Wrightwood 659 Hosts Chryssa & New York

As an immigrant, a woman, and a queer artist, Chryssa — who used only her first name professionally — became a leading figure of the New York art world in the 1950s and ’60s within avant-garde circles. The dazzling signs and symbols of Times Square captured her attention when she first arrived at Manhattan’s electric center in 1954, leading her toward a practice of examining signage, text, and light. This spring, Wrightwood 659 hosts Chryssa & New York, the first museum exhibition in North America in more than four decades to focus on the Greek-born artist’s oeuvre. Co-organized by the Dia Art Foundation and the Menil Collection, Houston, in collaboration with Alphawood Foundation, the critically acclaimed exhibition makes the final stop on its national tour at Wrightwood 659 in Chicago, from May 3 through July 27.

Electric light revolutionized 20th-century art, empowering artists like Chryssa to manipulate light as its own medium. By the 1960s, Chryssa exhibited widely, with solo shows at Pace Gallery, Betty Parsons Gallery, and the Solomon R. Guggenheim Museum, and she was especially known for her early work with neon technology. She observed how the glowing signs cut through the grime and smog of the urban cityscape — akin to glinting Byzantine mosaics flaked with gold — and recognized them as icons of modern civilization.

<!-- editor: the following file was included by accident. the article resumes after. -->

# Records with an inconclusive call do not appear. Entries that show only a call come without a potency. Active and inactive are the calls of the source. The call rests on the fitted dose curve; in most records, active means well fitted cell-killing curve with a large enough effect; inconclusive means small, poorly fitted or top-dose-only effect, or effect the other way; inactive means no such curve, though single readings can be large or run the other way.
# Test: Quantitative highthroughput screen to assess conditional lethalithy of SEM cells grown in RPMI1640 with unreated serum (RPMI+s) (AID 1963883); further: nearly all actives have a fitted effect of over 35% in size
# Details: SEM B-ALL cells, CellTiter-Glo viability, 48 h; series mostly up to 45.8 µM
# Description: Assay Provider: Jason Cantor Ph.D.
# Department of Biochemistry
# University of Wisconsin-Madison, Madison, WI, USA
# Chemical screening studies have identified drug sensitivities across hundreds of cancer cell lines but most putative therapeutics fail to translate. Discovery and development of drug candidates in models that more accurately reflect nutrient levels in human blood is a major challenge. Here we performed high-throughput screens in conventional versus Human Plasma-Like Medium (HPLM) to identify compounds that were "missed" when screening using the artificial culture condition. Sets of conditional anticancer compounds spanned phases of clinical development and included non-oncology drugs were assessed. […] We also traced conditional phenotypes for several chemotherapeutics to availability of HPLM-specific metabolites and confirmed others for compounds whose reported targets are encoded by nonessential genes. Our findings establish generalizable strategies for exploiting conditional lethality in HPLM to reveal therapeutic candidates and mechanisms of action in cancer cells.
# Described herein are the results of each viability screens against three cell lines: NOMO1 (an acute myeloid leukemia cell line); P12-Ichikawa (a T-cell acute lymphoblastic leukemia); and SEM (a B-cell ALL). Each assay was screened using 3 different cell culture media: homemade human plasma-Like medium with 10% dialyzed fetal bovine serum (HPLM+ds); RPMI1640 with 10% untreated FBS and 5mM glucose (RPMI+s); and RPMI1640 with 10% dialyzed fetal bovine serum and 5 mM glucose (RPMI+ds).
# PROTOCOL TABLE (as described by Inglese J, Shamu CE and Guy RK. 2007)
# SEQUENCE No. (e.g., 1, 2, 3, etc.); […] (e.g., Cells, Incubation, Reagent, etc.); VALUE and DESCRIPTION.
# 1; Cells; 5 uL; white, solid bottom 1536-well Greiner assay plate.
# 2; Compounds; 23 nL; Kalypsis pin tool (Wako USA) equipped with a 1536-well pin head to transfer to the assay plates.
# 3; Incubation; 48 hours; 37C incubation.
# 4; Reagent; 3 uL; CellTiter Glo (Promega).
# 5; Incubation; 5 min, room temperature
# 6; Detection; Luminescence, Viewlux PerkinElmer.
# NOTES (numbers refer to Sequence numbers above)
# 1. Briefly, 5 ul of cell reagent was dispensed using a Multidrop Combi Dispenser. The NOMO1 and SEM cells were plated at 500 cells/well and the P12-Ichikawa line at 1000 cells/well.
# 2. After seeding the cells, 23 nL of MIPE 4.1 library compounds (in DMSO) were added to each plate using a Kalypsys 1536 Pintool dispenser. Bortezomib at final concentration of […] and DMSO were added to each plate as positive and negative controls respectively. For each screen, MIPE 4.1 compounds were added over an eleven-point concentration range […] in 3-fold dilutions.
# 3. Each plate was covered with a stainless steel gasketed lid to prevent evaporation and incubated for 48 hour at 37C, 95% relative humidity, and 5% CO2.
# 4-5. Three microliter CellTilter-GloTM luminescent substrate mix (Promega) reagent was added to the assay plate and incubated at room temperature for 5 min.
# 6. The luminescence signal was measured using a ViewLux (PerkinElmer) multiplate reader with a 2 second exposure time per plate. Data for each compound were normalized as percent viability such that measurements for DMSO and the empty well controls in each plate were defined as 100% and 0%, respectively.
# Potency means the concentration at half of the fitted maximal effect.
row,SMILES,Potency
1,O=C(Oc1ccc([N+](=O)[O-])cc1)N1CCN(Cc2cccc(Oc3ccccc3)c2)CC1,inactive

Chryssa captured the electric chaos of Times Square and bent it to her will, transforming discarded commercial signs, cast metal, and pulsing neon into her magnum opus, “The Gates to Times Square” (1964–66). In preparation for the exhibition, “The Gates to Times Square,” along with several other pinnacle works, underwent extensive conservation. This effort was part of a coordinated initiative with museums across the United States to restore these early new media works for viewing.

In addition to Chryssa’s neon work, the exhibition includes the Cycladic Books series (1954–57) and her Newspapers (1959-62). Chryssa became an early adaptor of mechanized printing methods, reproducing the words and images of mass media while obscuring legibility. Imitating a machine, Chryssa painted discarded printing plates from papers such as Times Square’s namesake, The New York Times, and pressed them onto the canvas in a grid pattern extending beyond the frame into a perceived infinity. 

Chryssa & New York presents a rare chance to see the artist’s underrecognized body of work. The exhibition is co-curated by Megan Holly Witko, External Curator, Dia Art Foundation, and Michelle White, Senior Curator, the Menil Collection, Houston.

For more information, visit wrightwood659.org.

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